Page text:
After the recent quakes near fracking wells in Poland, why can’t we say that fracking causes earthquakes?
First of all, there has been no official link established between the seismic events and Hilcorp’s wells. The Ohio Department of Natural Resources is conducting a thorough investigation and reviewing all of Hilcorp’s logs, but it is simply too soon to make that determination.
Additionally, the link between the act of fracking and seismic disturbance is tenuous at best.
Earthquakes are known to be connected to deep injection wells, such as the one in Youngstown that caused as many as 109 quakes in 2011 and 2012. Those wells dispose of fracking wastewater, sand and chemicals deep underground. The industry refers to it as the safest and most efficient way of disposing of waste, but the practice has been scientifically linked to earthquakes.
The instances have been particularly high in the Barnett Shale play, around Dallas-Fort Worth, and the quakes are growing in both number and size.
In the case of the Youngstown injection well, owned by D&L Energy, the well was drilled too deep and penetrated the Precambrian formation, an ancient rock formation between 9,000 and 9,600 feet below the ground in this area. Since the rock is older, preexisting faults are under more stress and are more susceptible to being disturbed when lubricated with liquid.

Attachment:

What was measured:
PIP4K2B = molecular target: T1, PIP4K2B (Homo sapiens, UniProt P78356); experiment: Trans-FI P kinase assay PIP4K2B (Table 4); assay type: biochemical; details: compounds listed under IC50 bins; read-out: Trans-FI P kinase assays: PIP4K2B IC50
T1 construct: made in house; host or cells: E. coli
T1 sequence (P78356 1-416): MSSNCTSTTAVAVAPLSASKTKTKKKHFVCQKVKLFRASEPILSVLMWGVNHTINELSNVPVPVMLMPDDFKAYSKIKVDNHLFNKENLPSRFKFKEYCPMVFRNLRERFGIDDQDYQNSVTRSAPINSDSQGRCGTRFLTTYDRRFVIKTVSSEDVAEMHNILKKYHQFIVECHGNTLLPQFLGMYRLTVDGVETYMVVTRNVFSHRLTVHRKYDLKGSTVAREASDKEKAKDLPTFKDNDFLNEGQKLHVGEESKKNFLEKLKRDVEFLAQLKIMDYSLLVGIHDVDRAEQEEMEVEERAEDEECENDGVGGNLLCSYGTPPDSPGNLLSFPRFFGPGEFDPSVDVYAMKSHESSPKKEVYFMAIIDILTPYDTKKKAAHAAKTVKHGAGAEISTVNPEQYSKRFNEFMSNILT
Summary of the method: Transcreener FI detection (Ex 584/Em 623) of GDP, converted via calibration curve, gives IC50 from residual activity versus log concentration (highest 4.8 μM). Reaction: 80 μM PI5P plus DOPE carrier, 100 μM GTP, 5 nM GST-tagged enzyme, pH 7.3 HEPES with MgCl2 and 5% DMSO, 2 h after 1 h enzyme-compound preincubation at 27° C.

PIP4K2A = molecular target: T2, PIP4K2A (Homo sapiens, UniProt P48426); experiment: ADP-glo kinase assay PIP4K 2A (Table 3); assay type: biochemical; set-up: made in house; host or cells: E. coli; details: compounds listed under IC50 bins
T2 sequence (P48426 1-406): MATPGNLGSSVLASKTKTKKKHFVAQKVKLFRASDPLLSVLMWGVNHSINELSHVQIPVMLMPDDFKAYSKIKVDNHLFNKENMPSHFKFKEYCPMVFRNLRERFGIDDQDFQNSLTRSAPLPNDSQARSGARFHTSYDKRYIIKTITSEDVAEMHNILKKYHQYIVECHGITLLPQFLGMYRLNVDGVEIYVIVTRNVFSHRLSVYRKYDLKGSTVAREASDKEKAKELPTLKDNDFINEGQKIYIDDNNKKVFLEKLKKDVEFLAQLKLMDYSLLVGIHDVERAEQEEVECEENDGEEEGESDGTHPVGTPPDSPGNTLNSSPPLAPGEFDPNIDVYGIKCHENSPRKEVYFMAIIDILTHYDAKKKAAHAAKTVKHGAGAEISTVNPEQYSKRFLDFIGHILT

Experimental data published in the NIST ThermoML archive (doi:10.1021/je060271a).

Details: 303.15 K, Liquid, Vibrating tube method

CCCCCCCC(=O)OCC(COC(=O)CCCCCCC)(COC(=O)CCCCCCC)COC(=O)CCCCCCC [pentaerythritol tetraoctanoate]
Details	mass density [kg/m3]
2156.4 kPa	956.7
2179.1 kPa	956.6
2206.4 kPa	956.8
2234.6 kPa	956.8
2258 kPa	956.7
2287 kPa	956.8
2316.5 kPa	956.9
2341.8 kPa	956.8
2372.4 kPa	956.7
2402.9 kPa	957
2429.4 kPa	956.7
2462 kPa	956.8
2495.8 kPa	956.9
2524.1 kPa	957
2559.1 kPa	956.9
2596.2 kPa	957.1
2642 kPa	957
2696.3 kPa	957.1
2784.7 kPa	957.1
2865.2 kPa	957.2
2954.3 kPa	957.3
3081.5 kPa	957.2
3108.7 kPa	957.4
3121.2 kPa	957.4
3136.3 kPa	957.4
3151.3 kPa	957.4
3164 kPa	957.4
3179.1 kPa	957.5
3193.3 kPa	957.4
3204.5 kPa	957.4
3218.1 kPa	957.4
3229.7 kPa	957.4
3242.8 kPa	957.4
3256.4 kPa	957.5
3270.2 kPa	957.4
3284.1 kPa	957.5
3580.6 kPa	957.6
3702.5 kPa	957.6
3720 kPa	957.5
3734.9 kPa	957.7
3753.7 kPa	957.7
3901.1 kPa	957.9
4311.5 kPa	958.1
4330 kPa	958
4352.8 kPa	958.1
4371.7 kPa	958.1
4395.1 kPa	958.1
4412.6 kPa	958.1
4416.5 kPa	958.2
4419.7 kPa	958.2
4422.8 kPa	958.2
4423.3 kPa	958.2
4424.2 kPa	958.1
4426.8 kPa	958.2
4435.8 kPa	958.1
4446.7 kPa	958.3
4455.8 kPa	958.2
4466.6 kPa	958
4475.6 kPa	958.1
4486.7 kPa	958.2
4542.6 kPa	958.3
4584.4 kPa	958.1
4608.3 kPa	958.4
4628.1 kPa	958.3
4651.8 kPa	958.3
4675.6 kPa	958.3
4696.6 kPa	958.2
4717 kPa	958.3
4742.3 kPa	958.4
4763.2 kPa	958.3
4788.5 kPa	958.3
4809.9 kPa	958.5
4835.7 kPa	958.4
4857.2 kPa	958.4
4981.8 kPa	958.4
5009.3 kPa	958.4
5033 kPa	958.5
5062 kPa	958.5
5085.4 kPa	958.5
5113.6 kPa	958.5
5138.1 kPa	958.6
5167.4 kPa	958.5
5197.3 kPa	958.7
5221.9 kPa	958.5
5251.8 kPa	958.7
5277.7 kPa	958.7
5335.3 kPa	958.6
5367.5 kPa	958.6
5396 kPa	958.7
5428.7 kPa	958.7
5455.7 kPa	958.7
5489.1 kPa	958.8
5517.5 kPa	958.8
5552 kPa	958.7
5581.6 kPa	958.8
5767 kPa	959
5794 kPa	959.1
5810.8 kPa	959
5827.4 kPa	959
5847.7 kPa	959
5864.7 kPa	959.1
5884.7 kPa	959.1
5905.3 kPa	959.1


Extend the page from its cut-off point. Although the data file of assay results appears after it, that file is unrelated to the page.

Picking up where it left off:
That kind of connection between quakes and injection wells does not exist with fracking, though. There are only three instances where the U.S. Geological Survey can definitively say that fracking caused quakes.
Only one case happened in the United States—in Oklahoma, which has seen a dramatic rise in quakes between 2009 and 2013. The other two events occurred in British Columbia and England. That, certainly, is not enough evidence to say the practice of fracking, itself, triggers seismic activity.
What can be said, however, is that the underlying geology of certain areas may not be conducive to fracking, raising the probability that quakes will occur. That was the case in Oklahoma, and it may be the case in Poland, as well.
But if it does turn out that fracking was the trigger for the Poland tremors, it would be the exception, not the rule. According to FracTracker, there have been 1.1 million wells drilled in this country, and even more abroad. So the instances are extremely low.
For now, much remains unknown about what happened in Poland. We don’t have much information about what the geology is there, and ODNR continues to use a network of seismic monitors to better understand what happened there.
There have been calls for ODNR to move portable monitors to the site, but there has been no movement on that so far, and ODNR believes it has enough solid data at the moment to monitor the region as it continues its investigation. There has been outside interest from USGS and Lamont-Doherty Earth Observatory to move similar devises into the area, but they have not taken any action yet, likely as a professional courtesy to ODNR.
The picture will remain somewhat hazy until the investigation is complete. But for now, it is safe to say that fracking is not a definitive trigger for earthquakes, but if the geology of a certain drilling area is not right, tremors could occur.
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